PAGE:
A few months ago, a friend told me I needed to come down to Birmingham, AL for one of the best races I’ll ever run: The Mercedes Benz Half Marathon. Best race? That definitely sounds interesting. I registered and booked hotel accommodations; excited to run “the best race ever.” I felt good in the months leading up to this race. Until mid January, when I came down with who-knows-what after my trip to Walt Disney World. Once again, I was sidelined and missed a few weeks of training. My doctor advised me I should probably pull out of this race because it takes me a while to bounce back after an asthma episode. But anyone who know anything about races knows that everything is always non-refundable, there was no question about it: I was going.
I made the short drive down to Birmingham in almost 3 hours because, yes, I got lost. No surprise there. My first stop was packet pick up at the expo:
Everything was very well organized and I picked my things up in less than 5 minutes. I spent some time walking the expo, meeting new people, and visiting vendors. I kept my hands out of my purse, and walked away without buying anything. Shocking, I know! I didn’t stay long. I was tired and wanted to get settled in to my room early because of the last minute 5K I registered for on Saturday morning.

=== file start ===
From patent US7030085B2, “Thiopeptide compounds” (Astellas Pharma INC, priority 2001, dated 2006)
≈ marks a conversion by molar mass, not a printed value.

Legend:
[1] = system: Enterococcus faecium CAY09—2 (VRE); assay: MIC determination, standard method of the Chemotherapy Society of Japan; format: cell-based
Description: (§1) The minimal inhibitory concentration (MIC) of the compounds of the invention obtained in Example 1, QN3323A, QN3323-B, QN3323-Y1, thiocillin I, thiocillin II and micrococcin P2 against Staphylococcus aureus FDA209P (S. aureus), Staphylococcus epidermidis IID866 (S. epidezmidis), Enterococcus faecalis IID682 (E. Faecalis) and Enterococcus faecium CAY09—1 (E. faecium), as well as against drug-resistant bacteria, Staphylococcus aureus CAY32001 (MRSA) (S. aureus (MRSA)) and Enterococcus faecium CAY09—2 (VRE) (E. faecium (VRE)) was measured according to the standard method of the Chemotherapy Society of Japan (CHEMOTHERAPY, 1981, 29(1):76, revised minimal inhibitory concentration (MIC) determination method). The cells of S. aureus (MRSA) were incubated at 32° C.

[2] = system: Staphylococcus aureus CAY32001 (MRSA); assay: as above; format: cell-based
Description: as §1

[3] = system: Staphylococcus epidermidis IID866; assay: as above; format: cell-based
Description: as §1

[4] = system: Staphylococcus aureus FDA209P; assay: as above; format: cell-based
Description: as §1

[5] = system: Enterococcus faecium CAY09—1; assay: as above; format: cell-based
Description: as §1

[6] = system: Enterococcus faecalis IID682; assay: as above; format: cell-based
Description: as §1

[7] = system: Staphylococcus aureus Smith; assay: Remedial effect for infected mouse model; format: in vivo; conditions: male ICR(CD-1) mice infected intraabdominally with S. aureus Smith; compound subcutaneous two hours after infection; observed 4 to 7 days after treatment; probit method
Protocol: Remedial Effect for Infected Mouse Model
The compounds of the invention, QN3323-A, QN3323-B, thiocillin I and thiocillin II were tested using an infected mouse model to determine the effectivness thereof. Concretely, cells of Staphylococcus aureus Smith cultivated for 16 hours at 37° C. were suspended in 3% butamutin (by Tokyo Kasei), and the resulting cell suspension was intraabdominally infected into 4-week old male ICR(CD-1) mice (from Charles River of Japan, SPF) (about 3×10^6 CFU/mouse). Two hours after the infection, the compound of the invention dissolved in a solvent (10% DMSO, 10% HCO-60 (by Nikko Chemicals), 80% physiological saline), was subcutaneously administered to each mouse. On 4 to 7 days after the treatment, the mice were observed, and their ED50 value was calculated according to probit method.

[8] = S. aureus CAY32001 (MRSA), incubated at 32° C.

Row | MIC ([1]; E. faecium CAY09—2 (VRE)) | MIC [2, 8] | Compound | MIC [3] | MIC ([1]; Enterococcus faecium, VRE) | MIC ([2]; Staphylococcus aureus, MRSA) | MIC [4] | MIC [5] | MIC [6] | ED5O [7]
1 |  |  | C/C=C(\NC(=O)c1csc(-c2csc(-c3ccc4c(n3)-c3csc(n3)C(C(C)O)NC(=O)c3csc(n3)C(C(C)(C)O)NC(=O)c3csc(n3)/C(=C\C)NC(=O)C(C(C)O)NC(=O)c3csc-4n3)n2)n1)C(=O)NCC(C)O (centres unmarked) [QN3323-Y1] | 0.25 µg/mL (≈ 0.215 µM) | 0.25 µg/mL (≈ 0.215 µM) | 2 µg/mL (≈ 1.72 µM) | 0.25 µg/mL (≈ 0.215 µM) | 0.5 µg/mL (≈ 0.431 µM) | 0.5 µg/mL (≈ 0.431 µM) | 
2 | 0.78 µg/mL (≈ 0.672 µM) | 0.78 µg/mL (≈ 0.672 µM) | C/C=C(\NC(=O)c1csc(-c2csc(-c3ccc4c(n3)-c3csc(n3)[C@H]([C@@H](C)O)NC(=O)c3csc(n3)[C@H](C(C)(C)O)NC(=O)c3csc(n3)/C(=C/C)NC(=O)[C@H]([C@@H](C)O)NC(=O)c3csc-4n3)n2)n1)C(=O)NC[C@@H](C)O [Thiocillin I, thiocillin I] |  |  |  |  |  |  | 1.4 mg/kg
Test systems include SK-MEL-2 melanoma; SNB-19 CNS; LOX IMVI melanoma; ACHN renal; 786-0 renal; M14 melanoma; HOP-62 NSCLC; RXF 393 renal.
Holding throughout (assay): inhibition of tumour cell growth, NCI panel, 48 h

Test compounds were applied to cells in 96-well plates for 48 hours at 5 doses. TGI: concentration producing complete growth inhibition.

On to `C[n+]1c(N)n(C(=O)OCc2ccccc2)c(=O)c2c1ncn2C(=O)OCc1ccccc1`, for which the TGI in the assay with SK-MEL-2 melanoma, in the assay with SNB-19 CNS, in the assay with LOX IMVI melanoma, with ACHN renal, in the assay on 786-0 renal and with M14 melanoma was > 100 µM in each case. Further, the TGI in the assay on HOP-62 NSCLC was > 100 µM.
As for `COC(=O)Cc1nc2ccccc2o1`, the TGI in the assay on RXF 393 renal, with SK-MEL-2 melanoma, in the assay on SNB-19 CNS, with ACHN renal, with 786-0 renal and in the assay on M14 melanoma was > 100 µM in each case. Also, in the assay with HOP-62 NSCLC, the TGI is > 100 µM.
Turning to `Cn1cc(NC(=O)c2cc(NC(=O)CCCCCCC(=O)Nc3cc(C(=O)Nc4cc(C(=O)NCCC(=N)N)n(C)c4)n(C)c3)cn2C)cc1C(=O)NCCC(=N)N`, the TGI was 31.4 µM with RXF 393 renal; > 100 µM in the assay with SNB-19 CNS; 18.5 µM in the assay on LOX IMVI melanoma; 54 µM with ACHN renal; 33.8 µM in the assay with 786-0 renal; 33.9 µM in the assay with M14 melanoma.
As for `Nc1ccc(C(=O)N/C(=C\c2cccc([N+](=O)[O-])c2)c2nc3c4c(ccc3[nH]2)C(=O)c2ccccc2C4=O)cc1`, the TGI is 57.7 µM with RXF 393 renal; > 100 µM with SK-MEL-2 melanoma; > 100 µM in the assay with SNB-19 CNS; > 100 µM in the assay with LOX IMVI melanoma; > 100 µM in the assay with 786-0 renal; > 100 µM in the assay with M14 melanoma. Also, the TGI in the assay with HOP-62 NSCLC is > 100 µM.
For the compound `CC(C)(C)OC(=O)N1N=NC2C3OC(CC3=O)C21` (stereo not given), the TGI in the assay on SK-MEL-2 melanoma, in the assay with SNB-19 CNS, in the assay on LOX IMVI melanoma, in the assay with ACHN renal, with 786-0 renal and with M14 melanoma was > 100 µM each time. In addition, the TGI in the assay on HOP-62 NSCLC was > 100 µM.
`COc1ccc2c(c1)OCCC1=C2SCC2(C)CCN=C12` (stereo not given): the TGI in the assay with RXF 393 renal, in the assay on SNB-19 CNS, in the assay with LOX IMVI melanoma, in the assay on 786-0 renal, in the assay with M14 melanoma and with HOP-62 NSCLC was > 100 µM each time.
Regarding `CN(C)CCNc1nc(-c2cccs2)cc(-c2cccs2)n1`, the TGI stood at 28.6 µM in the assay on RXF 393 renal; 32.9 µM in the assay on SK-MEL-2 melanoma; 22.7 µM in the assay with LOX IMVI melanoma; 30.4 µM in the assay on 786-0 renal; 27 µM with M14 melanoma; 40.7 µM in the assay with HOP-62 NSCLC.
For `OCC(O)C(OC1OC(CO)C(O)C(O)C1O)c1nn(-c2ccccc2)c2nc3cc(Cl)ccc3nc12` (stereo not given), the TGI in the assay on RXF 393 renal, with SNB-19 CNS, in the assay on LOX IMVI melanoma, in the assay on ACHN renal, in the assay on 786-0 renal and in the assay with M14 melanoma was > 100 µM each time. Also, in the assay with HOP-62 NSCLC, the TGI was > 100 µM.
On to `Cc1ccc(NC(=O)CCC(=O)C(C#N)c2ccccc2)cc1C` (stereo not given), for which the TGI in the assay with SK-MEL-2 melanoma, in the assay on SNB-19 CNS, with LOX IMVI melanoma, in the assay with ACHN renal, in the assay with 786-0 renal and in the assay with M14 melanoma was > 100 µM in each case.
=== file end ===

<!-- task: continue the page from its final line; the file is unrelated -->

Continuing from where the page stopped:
Saturday morning was COLD. Temperatures were hovering around the freezing mark, so that really wasn’t the problem. The problem was the terrible head wind in the Downtown Birmingham area.
The race was very fun, and it was nice seeing so many people dressed up in their favorite costume. I met up with a good friend who was there to pick up her bib for her first half, raced, picked up my medal, met up with another friend, and got out of there. It was cold. For dinner that night, I met up with a group of friends at a local burger joint, where no one thought of having a group picture taken. What were we thinking, Jodi? But it was a good evening, and we shared a lot of laughs.
Once back in my room, I got all the morning’s race gear laid out, packed my bags, and got myself to bed. This is where things began to unravel for me. I couldn’t sleep. At all. I tossed and turned, got up to change the thermostat FIVE times, went to the bathroom a handful of times, and sat straight up in bed for hours with a stomachache. I wanted to cry. I knew morning would be rough if I didn’t get some sleep. Finally, a little after 2am, I dozed off only to be awoken by my alarm at 4:45.
My head hurt. My stomach hurt. I felt sick. I sat at the edge of the bed wondering what should I do. I decided to eat something slowly, and get ready slowly, and see how I felt once I got down there. Only, I didn’t bring my true and tested bagel and/or peanut butter. All I had was a Clif Bar that I purchased the day before at Starbucks. I don’t like to try anything new on race day, but I had to eat something. I nibbled on my Clif Bar, sipped on my Nuun, and was out the door by 5:45. I turned my GPS on, and Siri could not find the starting line.
Zooming into the map, I saw all the surrounding roads were closed off. I, somehow, managed to make it down there, got into the wrong lane, begged the car behind me to let me in, parked the car, and made it to our meeting point, sobbing into my friends arms. It was a rough morning, I was late, I had less than 3 hours of sleep, and somehow I was supposed to get through 13.1 miles.